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Intern Med J. 2012 Oct;42 Suppl 5:46-58. doi: 10.1111/j.1445-5994.2012.02902.x.

Sugar restriction: the evidence for a drug-free intervention to reduce cardiovascular disease risk.

Author information

1
Section of Epidemiology and Biostatistics, University of Auckland, Auckland, New Zealand. s.thornley@auckland.ac.nz

Abstract

BACKGROUND/AIM:

Uncertainty exists about what dietary component is most likely to cause coronary heart disease. Over the last thirty years, attention has focused on saturated fat and salt as guilty parties. More recently, evidence suggests that excess sugar intake is more likely than either traditional factor to lead to atherosclerotic disease. Some researchers have also speculated that sugar is addictive, in a similar manner to caffeine and established drugs of abuse.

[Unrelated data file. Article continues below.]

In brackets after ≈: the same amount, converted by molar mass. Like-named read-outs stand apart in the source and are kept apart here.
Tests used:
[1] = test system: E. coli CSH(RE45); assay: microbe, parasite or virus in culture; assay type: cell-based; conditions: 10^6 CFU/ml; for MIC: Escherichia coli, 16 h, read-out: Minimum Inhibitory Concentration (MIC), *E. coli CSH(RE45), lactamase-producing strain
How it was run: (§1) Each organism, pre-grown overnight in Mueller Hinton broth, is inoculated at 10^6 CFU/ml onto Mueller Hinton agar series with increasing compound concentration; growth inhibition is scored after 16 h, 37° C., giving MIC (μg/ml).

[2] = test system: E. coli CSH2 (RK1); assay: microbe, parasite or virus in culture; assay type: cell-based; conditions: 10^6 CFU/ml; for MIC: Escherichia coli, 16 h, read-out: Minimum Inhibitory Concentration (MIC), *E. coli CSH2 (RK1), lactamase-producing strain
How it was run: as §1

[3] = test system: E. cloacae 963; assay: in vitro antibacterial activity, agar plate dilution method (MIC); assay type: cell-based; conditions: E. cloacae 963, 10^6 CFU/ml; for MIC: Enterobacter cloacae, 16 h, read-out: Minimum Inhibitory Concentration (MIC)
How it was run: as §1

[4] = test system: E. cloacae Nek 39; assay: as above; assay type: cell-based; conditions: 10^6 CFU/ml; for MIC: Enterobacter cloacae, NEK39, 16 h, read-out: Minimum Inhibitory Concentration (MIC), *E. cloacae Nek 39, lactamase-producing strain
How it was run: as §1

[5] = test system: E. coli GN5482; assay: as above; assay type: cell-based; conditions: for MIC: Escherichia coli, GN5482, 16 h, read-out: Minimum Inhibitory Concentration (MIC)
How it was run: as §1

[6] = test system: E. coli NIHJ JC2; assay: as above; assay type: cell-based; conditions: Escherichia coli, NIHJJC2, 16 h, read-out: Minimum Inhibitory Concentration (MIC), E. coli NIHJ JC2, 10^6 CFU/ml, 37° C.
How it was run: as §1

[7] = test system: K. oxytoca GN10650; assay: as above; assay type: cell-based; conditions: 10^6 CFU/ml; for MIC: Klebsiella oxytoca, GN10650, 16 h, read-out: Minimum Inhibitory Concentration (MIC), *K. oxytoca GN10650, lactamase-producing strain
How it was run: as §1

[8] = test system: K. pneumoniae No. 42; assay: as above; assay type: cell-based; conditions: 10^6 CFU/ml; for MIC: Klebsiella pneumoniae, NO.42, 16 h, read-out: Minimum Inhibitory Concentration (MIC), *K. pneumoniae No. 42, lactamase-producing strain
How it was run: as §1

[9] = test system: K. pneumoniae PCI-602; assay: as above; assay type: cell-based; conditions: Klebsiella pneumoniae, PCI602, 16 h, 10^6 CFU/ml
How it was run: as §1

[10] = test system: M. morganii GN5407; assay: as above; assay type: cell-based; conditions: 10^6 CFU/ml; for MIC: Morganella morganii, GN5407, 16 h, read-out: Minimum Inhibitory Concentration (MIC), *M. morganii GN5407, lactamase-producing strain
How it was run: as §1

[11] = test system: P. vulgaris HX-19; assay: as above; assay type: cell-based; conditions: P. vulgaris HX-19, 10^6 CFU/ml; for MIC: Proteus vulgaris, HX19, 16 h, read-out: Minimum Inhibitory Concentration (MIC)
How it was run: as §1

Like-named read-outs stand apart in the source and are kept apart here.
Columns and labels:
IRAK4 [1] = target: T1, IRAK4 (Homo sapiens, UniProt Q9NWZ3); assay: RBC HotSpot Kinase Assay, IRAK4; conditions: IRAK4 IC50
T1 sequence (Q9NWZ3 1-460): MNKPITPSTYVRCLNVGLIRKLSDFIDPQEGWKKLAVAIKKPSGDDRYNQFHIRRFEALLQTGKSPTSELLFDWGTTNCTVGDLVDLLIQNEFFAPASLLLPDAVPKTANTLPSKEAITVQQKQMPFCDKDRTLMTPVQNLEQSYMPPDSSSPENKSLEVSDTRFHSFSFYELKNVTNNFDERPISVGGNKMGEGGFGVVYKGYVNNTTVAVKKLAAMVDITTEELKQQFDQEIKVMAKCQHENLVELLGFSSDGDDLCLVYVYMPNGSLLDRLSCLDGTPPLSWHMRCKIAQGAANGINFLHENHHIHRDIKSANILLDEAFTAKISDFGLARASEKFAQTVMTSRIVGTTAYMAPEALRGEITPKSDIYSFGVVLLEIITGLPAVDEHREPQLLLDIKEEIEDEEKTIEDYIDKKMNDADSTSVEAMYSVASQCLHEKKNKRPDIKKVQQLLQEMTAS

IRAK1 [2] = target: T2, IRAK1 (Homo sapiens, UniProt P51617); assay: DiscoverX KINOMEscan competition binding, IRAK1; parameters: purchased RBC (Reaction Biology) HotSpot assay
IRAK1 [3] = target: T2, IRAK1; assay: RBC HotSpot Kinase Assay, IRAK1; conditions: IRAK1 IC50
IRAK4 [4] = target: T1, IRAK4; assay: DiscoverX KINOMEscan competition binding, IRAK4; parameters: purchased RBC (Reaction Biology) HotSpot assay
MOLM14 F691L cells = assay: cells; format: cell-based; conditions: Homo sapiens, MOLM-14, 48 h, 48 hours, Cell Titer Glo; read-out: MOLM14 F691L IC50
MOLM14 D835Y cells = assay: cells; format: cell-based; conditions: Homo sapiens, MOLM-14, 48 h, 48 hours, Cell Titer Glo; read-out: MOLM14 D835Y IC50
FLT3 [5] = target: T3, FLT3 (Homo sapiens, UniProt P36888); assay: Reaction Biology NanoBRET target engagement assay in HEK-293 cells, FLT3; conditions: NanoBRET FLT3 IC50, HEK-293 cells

METHODS:

Here we review the epidemiological, biochemical and psychological evidence that implicates excess sugar intake as an important cause of ill-health.

RESULTS:

We found relatively consistent evidence of association between markers of sugar intake and risk factors for cardiovascular disease, or the disease itself. This evidence contrasted with rather weaker evidence which linked either saturated fat or salt with cardiovascular disease endpoints. We also found some evidence of a sugar addiction syndrome.

CONCLUSION:

We suggest that advice to restrict sugar intake should be a routine part of clinical care, particularly when patients are being counselled about cardiovascular risk.

[Indexed for MEDLINE]

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